With the furious coronavirus (COVID-19) pandemic affecting almost all sectors in Jamaica and taking a huge toll, the touristic resilient corridors have been an exception to the rule, stakeholders say.
So much so, that some hoteliers openly state that one of the safest places is “the inside of a resort, which has some strict and established protocols that keep both our guests and staff safe and in line with the health and safety of the Ministry prescribed guidelines for health and wellness ”.
Andrea Savizon, visitor relations manager for the Jamaica Tourist Board (JTB), told JIS News that as part of an effort to restart tourism, the JTB has successfully launched its “Rediscover Jamaica” campaign that has attracted thousands over the past nine months Jamaican wares have benefited from attractive prices to visit local hotels and attractions across the island.
“Not only is this a win-win situation for our Jamaicans who want to enjoy their own country, but it also helps a lot to win many of our fellow Jamaicans back to work in the tourism sector. More importantly, however, these Jamaicans are now our biggest ambassadors for the fact that the COVID-19 abatement protocols are working, ”she says.
The Department of Tourism commissioned the creation of the tourism-resilient corridors that span much of the north coast, south coast and New Kingston.
In these corridors, tourism businesses must be certified by the Tourism Product Development Company (TPDCo) that they have implemented all COVID-19 prevention protocols with improved internal systems and government monitoring and enforcement to ensure compliance.
Sandals International Resorts is also a company that has been making success in its safety protocols, noting that its employees have received extensive training that has gone well beyond the mandatory guidelines set by the Department of Health and Wellness.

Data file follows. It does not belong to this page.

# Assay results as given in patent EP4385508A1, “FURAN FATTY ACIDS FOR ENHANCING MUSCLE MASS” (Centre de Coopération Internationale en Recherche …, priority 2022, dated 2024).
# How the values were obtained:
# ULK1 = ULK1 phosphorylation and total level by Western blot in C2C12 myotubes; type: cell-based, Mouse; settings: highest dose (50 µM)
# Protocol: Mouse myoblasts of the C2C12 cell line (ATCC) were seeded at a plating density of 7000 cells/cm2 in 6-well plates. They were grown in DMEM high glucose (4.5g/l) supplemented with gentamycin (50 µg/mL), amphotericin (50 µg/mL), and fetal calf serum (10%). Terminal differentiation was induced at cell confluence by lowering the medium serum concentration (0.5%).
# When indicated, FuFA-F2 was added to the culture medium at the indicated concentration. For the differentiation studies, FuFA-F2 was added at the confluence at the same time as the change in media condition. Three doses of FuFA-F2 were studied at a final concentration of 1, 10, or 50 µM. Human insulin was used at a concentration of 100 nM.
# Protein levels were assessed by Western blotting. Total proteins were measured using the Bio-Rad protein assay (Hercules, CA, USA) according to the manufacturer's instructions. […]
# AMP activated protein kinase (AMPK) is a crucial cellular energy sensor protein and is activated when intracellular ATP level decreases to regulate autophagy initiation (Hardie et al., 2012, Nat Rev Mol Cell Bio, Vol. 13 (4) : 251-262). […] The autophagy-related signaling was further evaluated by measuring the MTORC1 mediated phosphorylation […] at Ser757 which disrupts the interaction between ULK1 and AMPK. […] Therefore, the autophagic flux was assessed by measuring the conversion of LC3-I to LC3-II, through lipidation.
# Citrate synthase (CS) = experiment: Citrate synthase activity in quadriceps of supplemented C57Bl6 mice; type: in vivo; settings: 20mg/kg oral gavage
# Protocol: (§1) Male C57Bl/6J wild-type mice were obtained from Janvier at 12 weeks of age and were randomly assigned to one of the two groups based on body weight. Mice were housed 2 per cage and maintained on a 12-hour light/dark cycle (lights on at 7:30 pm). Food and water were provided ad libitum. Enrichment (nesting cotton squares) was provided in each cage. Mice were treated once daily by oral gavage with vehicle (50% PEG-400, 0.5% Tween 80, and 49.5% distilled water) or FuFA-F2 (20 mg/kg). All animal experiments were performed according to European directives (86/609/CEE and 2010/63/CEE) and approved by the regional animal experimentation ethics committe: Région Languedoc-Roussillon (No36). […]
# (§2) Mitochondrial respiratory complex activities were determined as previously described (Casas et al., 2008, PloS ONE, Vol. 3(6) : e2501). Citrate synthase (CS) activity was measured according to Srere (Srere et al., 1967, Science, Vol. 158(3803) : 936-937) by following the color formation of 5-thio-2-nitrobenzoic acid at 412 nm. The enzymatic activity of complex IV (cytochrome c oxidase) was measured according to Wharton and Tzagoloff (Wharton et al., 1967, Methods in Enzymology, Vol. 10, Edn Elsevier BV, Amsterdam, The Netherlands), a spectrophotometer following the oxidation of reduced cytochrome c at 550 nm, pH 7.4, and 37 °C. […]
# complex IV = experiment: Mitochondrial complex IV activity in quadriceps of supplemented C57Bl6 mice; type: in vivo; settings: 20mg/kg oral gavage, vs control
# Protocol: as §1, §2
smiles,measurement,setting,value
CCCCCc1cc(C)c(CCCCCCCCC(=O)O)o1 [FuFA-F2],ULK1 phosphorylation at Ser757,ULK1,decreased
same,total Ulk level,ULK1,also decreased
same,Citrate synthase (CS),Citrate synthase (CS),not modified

Shawn DaCosta, chief operating officer for sandals, told JIS News that his company remains proactive in the fight against the coronavirus and is committed to ensuring that team members continue to adhere to health and safety protocols.
Shawn DaCosta, Chief Operating Officer of Sandals International Resorts.
He adds that each team member has a responsibility to understand “these protocols” and to treat themselves and guests appropriately in accordance with the provisions of the Sandals Platinum Protocol of Cleanliness [Prevention and Control of Communicable Diseases Protocol: COVID-19 document].
Melody Haughton, president of Montego Bay’s Harbor Street Craft Market, told JIS News that as part of Resilient Corridors, its members continue to follow best practices: “We don’t want to be left behind when things return to normal”.
“We continue to work with all of our tourism partners to ensure the safety of our guests and members. Of course things are pretty rough right now and a lot of sacrifices are being made. However, we do everything we can to fully comply with health and safety protocols, ”she says.
President of the Harbor Street Craft Market in Montego Bay, Melody Haughton.
Meanwhile, Clifton Reader, President of the Jamaica Hotel and Tourist Association (JHTA), told JIS News, “We are very proud that these stringent protocols have been followed since international arrivals returned about eight months ago.”
“The health of our population is undoubtedly our ultimate goal, and given that fact, our insistence that both staff and visitors adhere to all of our protocols has worked remarkably well,” says Reader.
He also points out that the resilient corridors and established protocols worked so well that employees have now been hired as part of a COVID-19 ambassador program where they “will now bring what they have learned in the hotels to the wider communities in order to spread contain the deadly pandemic ”.
“Many have suggested that tourism companies in Jamaica are probably some of the safest places to go because of our commitment to managing our logs,” he added.
Resilient Corridors Chairman John Byles says the question of whether to “replicate the principles of our Resilient Corridors in all the churches in our country” should be a no-brainer.
John Byles, chairman of the island’s Resilient Corridors.
“It is time for us to band together to protect our communities by protecting ourselves first,” he points out.
“If we really put life first, we can see that lives depend on controlling the spread of the virus while responsibly managing our nation’s economic recovery. Even without food and shelter, there is no health, ”adds Byles.